Wednesday 13 July 1664

Up and to my office, at noon (after having at an alehouse hard by discoursed with one Mr. Tyler, a neighbour, and one Captain Sanders about the discovery of some pursers that have sold their provisions) I to my Lord Sandwich, thinking to have dined there, but they not dining at home, I with Captain Ferrers to Mr. Barwell the King’s Squire Sadler, where about this time twelvemonths I dined before at a good venison pasty. The like we had now, and very good company, Mr. Tresham and others.

Thence to White Hall to the Fishery, and there did little. So by water home, and there met Lanyon, &c., about Tangier matters, and so late to my office, and thence home and to bed.

Mr. Moore was with me late to desire me to come to my Lord Sandwich tomorrow morning, which I shall, but I wonder what my business is.

13 Annotations

First Reading

Australian Susan  •  Link

"very good company"
Sam deliberately seeks out people to eat with after yesterday's sad little solitary repast. Seems Ferrars was hanging about the Sandwich household for free food too.

Terry F  •  Link

And Ferrers is not where Elizabeth Pepys is AND to be et is venison pasty!

cape henry  •  Link

"...but I wonder what my business is." Often, when this happens, one suddenly finds out one is 'redundant'(as our British friends term it). Obviously Pepys isn't in for that, but he might be worried a bit about his money.

Alan  •  Link

Is it that a certain "class" went about daily looking for dinner? Or just now when Sam's wife is away?

Bradford  •  Link

In fiction that last line would seem a rather elementary grade of teaser, but befitting "Remembrance of Pasties Past." How did Ferrers just happen to pop up, one wonders? What was His Daily Round like?

Robert Gertz  •  Link

Venison pasty, eh?...Lets see whether wind and pain return tomorrow.

"... which I shall, but I wonder what my business is."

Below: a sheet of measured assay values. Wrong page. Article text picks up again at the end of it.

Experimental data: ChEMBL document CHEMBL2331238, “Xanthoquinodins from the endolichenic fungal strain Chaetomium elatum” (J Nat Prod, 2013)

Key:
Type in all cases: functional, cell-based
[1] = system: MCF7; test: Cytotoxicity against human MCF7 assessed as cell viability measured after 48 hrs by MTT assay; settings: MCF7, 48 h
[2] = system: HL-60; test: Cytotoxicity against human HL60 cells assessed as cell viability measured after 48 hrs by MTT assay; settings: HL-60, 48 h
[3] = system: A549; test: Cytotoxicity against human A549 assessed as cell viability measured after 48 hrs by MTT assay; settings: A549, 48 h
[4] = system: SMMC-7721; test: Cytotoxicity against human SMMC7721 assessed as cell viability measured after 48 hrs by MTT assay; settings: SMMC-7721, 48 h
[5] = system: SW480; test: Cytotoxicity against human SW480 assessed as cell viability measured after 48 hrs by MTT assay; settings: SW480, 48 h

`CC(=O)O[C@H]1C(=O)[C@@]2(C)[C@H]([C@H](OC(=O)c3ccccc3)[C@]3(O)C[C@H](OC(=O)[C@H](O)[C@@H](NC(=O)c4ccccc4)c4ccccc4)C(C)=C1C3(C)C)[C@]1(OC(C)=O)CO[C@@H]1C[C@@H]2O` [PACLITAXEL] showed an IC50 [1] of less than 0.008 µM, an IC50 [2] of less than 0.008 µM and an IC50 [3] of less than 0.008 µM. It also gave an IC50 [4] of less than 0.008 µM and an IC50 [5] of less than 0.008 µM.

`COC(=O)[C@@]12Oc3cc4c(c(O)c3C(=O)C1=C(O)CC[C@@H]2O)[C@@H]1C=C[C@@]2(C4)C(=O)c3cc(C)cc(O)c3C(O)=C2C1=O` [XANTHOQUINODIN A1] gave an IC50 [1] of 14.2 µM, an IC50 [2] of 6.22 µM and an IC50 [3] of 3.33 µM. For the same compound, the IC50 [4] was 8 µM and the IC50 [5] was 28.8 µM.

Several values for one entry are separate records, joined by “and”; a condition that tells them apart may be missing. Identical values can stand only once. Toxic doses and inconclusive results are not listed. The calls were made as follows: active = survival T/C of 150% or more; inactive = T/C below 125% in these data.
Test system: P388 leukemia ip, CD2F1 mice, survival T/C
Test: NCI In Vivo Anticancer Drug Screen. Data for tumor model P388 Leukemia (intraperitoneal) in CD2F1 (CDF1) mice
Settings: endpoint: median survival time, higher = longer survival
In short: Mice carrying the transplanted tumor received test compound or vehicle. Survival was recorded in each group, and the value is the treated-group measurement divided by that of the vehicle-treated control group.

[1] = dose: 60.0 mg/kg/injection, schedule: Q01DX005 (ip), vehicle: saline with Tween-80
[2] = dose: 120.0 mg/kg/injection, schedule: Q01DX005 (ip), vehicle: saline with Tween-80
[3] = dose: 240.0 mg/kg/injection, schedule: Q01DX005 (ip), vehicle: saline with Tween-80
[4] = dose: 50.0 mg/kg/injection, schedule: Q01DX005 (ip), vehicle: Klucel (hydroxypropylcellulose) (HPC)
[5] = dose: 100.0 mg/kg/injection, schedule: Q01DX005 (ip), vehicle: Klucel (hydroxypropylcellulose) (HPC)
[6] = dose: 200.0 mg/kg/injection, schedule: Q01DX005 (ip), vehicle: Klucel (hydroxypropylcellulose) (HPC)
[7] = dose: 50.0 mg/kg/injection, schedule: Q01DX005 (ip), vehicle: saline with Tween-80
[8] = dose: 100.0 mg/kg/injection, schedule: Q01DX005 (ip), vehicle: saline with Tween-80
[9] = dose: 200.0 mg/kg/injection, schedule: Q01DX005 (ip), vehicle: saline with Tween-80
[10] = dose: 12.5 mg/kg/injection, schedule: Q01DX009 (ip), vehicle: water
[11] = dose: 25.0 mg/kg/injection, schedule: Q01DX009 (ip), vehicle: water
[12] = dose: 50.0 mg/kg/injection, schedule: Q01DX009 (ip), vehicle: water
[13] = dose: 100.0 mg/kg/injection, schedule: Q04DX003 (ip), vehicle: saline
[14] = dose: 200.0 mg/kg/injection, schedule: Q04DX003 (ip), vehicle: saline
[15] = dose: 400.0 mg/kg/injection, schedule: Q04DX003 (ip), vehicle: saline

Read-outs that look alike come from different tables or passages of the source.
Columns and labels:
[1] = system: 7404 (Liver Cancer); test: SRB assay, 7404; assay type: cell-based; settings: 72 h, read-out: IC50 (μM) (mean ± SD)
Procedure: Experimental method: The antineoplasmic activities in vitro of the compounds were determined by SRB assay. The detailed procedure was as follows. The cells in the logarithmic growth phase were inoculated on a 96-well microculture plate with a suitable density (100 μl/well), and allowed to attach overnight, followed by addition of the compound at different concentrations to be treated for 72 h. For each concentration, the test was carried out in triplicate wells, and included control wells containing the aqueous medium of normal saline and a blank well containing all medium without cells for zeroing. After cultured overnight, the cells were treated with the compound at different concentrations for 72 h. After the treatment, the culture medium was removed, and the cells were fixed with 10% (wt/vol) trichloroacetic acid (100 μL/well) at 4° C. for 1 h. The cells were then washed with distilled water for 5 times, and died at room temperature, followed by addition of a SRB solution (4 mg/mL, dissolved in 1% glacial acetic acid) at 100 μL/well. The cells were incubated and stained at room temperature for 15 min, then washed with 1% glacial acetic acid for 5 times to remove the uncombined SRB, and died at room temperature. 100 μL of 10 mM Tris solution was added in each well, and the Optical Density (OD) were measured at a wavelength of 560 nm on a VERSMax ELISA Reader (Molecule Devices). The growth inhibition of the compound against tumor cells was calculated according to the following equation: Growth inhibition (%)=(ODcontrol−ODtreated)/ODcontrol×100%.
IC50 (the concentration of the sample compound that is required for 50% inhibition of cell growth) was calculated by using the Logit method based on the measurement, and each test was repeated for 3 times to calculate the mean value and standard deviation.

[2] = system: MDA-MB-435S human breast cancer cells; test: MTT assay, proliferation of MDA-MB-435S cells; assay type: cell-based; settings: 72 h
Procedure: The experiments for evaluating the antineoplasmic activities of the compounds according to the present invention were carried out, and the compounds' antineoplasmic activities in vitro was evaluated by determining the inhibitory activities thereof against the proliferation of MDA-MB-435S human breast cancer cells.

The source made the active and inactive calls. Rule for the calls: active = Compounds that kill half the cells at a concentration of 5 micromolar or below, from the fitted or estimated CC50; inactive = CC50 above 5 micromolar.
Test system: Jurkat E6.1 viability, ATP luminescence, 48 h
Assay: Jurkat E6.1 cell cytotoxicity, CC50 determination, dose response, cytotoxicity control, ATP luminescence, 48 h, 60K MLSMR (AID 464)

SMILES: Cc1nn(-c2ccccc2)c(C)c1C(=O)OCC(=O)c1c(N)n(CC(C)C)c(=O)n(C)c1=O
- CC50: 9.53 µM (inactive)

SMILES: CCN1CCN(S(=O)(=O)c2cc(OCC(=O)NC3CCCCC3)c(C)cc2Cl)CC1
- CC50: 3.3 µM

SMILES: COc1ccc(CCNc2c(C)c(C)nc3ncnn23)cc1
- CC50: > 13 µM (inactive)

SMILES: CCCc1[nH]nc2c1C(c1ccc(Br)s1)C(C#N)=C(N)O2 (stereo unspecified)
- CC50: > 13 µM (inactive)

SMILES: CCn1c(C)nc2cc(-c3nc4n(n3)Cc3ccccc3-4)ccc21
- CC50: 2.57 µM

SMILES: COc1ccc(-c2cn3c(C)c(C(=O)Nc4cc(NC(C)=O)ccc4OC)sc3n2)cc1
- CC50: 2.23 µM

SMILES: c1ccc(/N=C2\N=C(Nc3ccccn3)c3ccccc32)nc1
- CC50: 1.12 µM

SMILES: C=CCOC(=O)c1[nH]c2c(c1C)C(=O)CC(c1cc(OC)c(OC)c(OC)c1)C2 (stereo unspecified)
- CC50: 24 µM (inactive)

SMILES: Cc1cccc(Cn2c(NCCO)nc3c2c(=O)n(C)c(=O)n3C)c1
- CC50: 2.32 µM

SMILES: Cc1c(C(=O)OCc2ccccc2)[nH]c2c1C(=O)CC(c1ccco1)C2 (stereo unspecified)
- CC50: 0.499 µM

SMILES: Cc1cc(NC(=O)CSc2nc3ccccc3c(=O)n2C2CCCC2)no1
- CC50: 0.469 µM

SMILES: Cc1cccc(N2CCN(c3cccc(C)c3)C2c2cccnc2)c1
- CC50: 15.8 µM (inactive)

Heh, heh...Namely that you be here whilst I be off to Brampton, Sandwich chuckles.

Seriously, I think it's reasonably safe to imagine money's the matter.

JWB  •  Link

venison pasty

"1634: this summer I remember it was in venison season (July
or August)..." Thomas Hobbes

Cumsalisgrano  •  Link

As Samuell was mewing and spewing,in '34 the ref from:
Thomas Hobbes venison 1634
A Brief Life of Thomas Hobbes, 1588-1679
by John Aubrey…

Second Reading

Bridget Carrie Davis  •  Link

Up and to my office, at noon (after having at an alehouse hard by discoursed with one Mr. Tyler, a neighbour, and

At an alehouse hard by discourse...?

Tonyel  •  Link

" hard by" means nearby, or near the office. It's another nautical term that old sea dogs like Sam enjoy.

Chris Squire UK  •  Link

Re: ‘ . . at an alehouse hard by . . ‘

‘hard by, prep. and adv.
A. prep. In close proximity to; very near to . .
B. adv. In very close proximity; nearby. Formerly also: †close in time (obs.).
. . 1667 S. Pepys Diary 14 July (1974) VIII. 338 Then I carried them to see my Cosen Pepys's house..and then I walked them to the wood hard by.
Re: ‘ . . King’s Squire Sadler, 
. . ‘

‘squire, n. < Old French . .
. . 2. Applied to personages of ancient history or mythology regarded as holding a position or rank similar to that of the mediæval squire.
Frequently, esp. in or after Biblical use, with the literal sense ‘shield-bearer’ or ‘armour-bearer’. .

3.†a. squire of (or for) the body (or household)), an officer charged with personal attendance upon a sovereign, nobleman, or other high dignitary. Obs.

Compounds - attrib. and Comb.
a. Appositive, in early use chiefly in senses related to 3a, as squire beadle (see beadle n. 3), squire carver, squire fruiterer, squire priest, squire saddler; . .
1618 A. Munday Stow's Survey of London (new ed.) 184 M. Thomas Cure, Sadler, and Squire Sadler to Queene Elizabeth . . ' (OED)

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